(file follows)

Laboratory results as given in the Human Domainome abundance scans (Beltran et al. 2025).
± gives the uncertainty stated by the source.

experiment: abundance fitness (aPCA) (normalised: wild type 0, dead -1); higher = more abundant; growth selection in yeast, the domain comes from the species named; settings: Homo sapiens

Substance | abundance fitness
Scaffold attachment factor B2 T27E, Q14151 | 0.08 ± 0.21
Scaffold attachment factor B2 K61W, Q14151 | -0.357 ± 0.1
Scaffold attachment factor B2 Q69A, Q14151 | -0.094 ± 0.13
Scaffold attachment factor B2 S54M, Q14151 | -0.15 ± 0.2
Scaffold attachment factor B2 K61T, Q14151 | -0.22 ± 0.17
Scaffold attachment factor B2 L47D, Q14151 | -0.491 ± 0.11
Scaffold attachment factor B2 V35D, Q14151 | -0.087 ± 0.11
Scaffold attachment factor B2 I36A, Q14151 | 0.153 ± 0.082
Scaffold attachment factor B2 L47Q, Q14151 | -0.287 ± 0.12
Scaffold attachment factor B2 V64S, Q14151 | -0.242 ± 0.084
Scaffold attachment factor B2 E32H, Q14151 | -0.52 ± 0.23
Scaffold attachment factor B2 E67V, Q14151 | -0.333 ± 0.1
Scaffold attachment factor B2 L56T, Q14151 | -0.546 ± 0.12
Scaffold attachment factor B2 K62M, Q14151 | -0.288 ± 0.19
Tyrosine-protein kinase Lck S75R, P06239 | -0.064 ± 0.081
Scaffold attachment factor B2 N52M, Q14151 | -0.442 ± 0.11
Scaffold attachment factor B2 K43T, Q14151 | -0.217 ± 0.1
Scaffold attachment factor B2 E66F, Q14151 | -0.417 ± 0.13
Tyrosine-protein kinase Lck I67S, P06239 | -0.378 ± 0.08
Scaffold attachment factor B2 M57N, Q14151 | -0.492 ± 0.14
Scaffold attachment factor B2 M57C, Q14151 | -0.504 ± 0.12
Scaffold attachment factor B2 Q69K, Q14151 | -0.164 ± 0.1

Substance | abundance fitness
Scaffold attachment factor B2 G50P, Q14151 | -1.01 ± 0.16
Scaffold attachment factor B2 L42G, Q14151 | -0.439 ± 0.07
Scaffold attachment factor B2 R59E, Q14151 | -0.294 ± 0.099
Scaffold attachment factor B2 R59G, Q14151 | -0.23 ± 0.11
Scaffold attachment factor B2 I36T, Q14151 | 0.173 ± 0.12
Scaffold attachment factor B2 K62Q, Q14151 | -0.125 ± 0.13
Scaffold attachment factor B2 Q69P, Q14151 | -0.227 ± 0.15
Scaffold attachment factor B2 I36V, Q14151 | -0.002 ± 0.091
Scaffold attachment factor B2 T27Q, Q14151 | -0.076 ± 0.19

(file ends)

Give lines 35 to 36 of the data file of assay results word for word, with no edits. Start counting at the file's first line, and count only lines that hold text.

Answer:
Scaffold attachment factor B2 I36V, Q14151 | -0.002 ± 0.091
Scaffold attachment factor B2 T27Q, Q14151 | -0.076 ± 0.19